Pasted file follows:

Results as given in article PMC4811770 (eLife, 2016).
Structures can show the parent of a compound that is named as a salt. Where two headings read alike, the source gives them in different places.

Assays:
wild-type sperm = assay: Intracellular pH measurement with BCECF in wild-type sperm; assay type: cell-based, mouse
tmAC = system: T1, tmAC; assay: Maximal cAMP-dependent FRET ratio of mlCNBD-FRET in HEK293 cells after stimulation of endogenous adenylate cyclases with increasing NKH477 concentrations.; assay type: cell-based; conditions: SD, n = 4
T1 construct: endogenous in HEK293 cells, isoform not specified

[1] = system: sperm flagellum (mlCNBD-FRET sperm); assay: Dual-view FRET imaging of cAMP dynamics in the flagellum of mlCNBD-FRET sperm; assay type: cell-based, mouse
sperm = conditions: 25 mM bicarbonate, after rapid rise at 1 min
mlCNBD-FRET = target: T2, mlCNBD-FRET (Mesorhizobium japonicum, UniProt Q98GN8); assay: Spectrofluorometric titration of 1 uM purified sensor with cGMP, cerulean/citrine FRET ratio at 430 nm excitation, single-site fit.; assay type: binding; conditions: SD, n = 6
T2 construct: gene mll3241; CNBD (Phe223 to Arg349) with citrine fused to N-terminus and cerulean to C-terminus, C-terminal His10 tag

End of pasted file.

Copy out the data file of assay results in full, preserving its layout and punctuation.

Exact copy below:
Results as given in article PMC4811770 (eLife, 2016).
Structures can show the parent of a compound that is named as a salt. Where two headings read alike, the source gives them in different places.

Assays:
wild-type sperm = assay: Intracellular pH measurement with BCECF in wild-type sperm; assay type: cell-based, mouse
tmAC = system: T1, tmAC; assay: Maximal cAMP-dependent FRET ratio of mlCNBD-FRET in HEK293 cells after stimulation of endogenous adenylate cyclases with increasing NKH477 concentrations.; assay type: cell-based; conditions: SD, n = 4
T1 construct: endogenous in HEK293 cells, isoform not specified

[1] = system: sperm flagellum (mlCNBD-FRET sperm); assay: Dual-view FRET imaging of cAMP dynamics in the flagellum of mlCNBD-FRET sperm; assay type: cell-based, mouse
sperm = conditions: 25 mM bicarbonate, after rapid rise at 1 min
mlCNBD-FRET = target: T2, mlCNBD-FRET (Mesorhizobium japonicum, UniProt Q98GN8); assay: Spectrofluorometric titration of 1 uM purified sensor with cGMP, cerulean/citrine FRET ratio at 430 nm excitation, single-site fit.; assay type: binding; conditions: SD, n = 6
T2 construct: gene mll3241; CNBD (Phe223 to Arg349) with citrine fused to N-terminus and cerulean to C-terminus, C-terminal His10 tag